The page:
Oklahoma Cooperative Extension Service, Division of Agricultural Sciences and Natural Resources
David Hillock, Consumer Horticulturist
Harvest begins in mid-September and can run into October. A check of the flower head will indicate maturity; florets in the center of the flower disk are shriveled, heads are downturned, and a lemon-yellow color is on the backside. Pull a few seeds and split them with a knife to check if seed meat has filled. Poorly filled seeds may be due to a lack of pollinating insects.
Sunflower seeds are ripe when they fall off the head or the birds start eating them. To prevent loss, cover the heads with a paper sack, cheesecloth or nylon netting once the yellow petals start turning brown. Secure the sack, cheesecloth or nylon netting with a rubber band or twist tie to prevent seeds from dropping. Heads can also be cut with about a foot of the stem attached and hung in a warm, dry, well-ventilated, rodent and insect-free place. Cut the heads once a few seeds start turning the traditional black with white stripes. The flavor will not be as good as those ripened on the plant, but less loss will occur. Once the seed is dried, it can be rubbed easily from the seed heads. Humidity levels must be kept low to prevent spoilage. Sunflower seeds will remain viable for seven years when stored in a cool dry, dark location.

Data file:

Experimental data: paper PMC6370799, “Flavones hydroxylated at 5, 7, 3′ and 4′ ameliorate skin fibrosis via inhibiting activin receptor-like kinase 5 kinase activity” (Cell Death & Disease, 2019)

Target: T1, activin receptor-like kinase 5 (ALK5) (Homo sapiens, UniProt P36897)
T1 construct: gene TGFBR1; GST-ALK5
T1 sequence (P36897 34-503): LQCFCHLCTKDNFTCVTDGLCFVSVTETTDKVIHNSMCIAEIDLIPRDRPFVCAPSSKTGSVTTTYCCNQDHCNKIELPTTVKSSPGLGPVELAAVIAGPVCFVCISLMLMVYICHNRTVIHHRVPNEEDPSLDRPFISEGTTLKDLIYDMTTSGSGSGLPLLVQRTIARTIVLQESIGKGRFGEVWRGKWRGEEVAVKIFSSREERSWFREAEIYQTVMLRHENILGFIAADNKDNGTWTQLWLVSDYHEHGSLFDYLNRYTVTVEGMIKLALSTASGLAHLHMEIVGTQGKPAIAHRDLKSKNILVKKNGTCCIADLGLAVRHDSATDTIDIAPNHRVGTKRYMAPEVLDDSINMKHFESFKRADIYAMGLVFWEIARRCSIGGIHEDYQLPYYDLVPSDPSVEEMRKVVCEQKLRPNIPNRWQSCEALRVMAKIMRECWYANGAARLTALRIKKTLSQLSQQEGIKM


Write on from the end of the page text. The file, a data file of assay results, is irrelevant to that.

Raw mature seeds may easily be prepared at home by covering unshelled seeds with salted water (2 quarts of water to ¼ to ½ cups salt). Bring to a boil and simmer two hours or soak in a salt solution overnight. Drain and dry on absorbent paper.
Put sunflower seeds in a shallow pan in a 300-degree F oven for 30 to 40 minutes or until golden brown, stirring occasionally. Take out of oven and add one teaspoon of melted butter or margarine to one cup of seeds. Stir to coat. Put on an absorbent towel. Salt to taste.